When it’s time to take out another loan, waiting for approval is nerve-racking. Once you’re turned down for a loan or credit card, or even if you can only get a loan under very poor terms, stop and examine your situation. If your excessive debt levels lead a lender to deny or extend further credit to you, you probably have a debt problem.

  • How to solve it: Review your credit reports and correct any incorrect or outdated information. Then work to pay down balances to improve your debt-to-income ratio and increase your creditworthiness.

7. You’re not building your savings.

Every month, you should be putting money into savings. This takes many forms: build an emergency fund, save for retirement, homeownership or even your kids’ college. If your budget does not include a savings plan, start right now. 

Learn More: How to Manage Your Savings Account

The point where you’re unable to save money is where you need to start examining where your finances stand. If you simply can’t save because there’s not enough money left over after paying your bills, you may have a debt problem. If your savings are decreasing instead of increasing or if you’re dipping into your retirement funds to stay afloat, you have a debt problem.

  • How to Solve it: Start saving 5% of your income for emergencies and savings goals. Budget aggressively to set aside extra money to reach this amount, and as you pay down outstanding debts, increase the amount you are putting into savings to 10% of your income.

8. You’re unaware of your debt problems or have a budget.

Ask yourself: Do you know exactly how much debt you have and what it will take to be completely debt free? If you have more than one credit card, do you know how much you owe toward each one and have a plan to pay off the entire balance? 

These questions should have simple answers – you should know the next steps in your plan to be free of debt. If you don’t have ready answers to these questions, you have a debt problem. 

Even if you have plenty of money available, you need to leverage it to become debt-free. And if you’re going out of your way to avoid opening your credit card bills or emails because you don’t want to see how bad things are, then you already know you have a debt problem, and it’s time to do something about it.

  • How to Solve it: Attend a free online budgeting webinar or take a free course, then create a budget right away. Budgeting starts with tracking your spending, which includes assessing your overall debt payment situation. Knowing where you stand is the first step toward getting on the right track.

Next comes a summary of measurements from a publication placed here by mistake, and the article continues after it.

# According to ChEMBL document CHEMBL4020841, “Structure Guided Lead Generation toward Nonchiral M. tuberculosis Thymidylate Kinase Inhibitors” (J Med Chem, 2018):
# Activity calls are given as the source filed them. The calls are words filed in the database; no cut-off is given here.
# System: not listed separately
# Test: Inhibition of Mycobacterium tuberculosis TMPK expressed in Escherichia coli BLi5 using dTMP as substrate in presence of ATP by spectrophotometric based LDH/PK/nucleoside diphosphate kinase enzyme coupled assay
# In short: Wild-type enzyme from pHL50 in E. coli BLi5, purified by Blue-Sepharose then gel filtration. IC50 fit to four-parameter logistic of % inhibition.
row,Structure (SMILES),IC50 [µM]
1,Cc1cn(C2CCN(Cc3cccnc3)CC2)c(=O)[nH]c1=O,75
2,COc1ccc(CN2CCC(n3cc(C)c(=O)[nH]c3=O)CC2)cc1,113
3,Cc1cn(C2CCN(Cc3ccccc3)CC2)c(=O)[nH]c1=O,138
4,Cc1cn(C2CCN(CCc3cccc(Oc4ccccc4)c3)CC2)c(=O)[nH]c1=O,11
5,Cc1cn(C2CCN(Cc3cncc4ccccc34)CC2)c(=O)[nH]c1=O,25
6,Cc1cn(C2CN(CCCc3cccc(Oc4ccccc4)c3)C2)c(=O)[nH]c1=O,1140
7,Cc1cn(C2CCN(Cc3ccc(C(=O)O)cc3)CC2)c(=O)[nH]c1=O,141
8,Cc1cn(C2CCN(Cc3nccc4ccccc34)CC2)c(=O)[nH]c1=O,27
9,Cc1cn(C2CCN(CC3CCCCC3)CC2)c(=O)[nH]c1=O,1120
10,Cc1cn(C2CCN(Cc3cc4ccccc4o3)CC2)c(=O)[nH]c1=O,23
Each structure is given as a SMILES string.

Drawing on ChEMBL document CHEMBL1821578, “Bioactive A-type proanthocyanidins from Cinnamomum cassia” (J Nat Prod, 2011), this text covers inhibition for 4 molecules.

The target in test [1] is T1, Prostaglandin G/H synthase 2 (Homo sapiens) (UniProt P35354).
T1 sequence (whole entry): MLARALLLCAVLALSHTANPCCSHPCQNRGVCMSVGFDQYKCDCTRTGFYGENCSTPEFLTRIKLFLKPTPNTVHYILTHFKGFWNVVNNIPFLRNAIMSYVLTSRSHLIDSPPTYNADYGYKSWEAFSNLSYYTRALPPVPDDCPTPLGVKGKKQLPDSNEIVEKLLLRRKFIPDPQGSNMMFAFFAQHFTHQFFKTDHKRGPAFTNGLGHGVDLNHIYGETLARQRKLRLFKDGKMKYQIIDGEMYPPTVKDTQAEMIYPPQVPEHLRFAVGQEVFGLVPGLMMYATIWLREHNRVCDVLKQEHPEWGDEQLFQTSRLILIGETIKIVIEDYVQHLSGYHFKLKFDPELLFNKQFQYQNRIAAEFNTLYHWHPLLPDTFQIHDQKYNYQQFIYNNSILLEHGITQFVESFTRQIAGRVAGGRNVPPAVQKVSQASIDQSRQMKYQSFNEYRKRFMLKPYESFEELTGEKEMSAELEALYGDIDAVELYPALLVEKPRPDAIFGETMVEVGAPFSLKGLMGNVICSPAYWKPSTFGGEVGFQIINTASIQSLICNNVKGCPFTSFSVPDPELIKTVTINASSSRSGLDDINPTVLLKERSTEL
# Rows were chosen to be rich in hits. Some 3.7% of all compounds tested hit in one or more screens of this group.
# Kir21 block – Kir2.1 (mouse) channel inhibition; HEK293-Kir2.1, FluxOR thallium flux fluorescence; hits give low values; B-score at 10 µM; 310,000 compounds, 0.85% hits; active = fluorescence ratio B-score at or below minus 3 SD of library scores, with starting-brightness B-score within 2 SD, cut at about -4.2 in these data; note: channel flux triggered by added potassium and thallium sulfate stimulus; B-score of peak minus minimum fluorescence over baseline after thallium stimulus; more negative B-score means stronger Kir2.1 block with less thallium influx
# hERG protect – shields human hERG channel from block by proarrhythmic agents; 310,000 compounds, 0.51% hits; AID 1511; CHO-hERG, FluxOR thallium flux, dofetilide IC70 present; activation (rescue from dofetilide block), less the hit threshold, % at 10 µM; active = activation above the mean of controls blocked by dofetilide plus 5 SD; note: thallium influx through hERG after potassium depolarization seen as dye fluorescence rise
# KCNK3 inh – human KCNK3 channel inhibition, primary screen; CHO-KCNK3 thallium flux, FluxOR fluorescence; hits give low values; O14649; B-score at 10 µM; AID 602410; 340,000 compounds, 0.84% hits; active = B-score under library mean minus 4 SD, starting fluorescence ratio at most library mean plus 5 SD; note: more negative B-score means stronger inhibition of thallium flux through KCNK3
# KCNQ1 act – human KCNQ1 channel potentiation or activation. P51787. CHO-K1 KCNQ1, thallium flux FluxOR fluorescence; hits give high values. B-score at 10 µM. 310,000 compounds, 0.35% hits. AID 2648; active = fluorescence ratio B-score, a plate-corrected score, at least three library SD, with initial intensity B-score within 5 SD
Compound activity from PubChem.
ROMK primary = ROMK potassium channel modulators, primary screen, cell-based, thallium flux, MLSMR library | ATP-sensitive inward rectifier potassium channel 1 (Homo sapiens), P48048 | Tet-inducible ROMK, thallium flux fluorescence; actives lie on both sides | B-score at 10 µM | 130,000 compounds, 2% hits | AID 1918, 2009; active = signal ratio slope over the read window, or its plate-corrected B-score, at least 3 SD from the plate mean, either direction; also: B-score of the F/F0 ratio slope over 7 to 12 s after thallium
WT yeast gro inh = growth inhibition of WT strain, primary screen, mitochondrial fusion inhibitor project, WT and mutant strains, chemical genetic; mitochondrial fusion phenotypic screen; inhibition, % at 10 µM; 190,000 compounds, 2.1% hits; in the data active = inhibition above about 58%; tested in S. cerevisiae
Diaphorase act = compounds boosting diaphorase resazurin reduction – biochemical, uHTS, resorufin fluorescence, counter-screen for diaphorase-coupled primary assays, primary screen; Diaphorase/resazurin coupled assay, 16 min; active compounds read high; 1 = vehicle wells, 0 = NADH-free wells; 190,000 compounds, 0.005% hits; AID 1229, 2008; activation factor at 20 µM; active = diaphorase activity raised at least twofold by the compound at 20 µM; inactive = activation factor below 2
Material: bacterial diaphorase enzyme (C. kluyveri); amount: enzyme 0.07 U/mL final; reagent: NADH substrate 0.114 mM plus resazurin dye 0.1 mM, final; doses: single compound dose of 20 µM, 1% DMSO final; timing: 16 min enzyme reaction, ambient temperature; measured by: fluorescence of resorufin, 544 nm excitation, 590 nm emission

9. You’re over-limit or getting declined at the point of sale.

Credit cards are useful for daily costs, especially when the balance is settled regularly. If you have a card that is maxed out or near its limit, you have a credit card debt problem. If you have to try more than one card at the register until one of them is accepted, it’s time to stop borrowing and take control of your situation. 

  • How to Solve it: It’s important to stop using credit cards for purchases until you’ve paid down your existing balance to manageable levels. Do what you can to get closer to handling that debt to have a good debt-to-income ratio

10. Your debts are affecting your personal relationships.

Do you actively keep your partner in the dark about the household debt situation? If so, you need to take a look at your finances and find a way to become proud of them. Whether that’s being honest with yourself about your position or starting to pay down debts until you are, you’ll need to find relief. Hiding financial information from your loved ones is a strong sign of a debt problem.

  • How to Solve it: If you haven’t created a household budget that includes the active participation of everyone in your family, you need to open up and get everyone on the same page. Check out our free “Couples & Money” and “Raising a Money-Smart Child” workbooks from’s downloads page.

How to Fix Your Debt Problems

There are plenty of other warning signs to look out for with regard to financial troubles; the ten listed here focus specifically on debt. If you are struggling with debt, or showing any of these warning signs, we can help. Our coaches can help you create a budget and come up with a workable plan to address your debt situation.



10 Ways to Get Out of Debt Fast

Creating your own get-out-of-debt plan truly is possible, and it may be easier than you think. With some fundamental changes to your lifestyle, you can get out of debt fast–even with a low income.